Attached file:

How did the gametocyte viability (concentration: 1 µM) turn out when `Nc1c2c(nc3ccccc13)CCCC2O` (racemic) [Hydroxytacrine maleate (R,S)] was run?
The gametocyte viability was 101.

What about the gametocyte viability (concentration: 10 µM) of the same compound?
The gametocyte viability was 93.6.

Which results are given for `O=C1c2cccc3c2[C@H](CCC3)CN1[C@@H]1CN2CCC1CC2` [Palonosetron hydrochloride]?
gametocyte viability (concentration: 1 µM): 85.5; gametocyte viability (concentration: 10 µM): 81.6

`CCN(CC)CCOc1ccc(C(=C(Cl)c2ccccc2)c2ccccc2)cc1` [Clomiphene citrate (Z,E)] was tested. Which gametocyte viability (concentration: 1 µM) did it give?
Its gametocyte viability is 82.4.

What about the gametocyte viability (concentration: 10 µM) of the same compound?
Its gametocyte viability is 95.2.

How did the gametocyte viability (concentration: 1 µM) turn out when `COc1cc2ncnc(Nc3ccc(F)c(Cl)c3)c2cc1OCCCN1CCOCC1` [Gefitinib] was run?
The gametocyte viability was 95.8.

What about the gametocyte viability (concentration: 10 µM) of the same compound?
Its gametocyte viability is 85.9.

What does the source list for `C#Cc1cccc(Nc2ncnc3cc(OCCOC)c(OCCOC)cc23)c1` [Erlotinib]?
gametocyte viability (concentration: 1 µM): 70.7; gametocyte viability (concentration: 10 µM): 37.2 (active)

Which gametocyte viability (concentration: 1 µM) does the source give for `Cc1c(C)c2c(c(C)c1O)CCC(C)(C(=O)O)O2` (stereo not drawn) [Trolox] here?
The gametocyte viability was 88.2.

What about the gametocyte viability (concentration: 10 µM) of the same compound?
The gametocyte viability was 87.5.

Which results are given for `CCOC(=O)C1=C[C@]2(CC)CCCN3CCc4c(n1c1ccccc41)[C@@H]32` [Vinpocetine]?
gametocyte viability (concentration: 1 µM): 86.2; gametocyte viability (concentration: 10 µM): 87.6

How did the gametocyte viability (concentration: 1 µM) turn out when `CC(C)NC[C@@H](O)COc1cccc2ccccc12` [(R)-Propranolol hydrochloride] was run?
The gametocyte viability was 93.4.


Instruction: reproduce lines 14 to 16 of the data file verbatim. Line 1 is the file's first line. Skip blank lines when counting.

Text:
Its gametocyte viability is 85.9.

What does the source list for `C#Cc1cccc(Nc2ncnc3cc(OCCOC)c(OCCOC)cc23)c1` [Erlotinib]?
gametocyte viability (concentration: 1 µM): 70.7; gametocyte viability (concentration: 10 µM): 37.2 (active)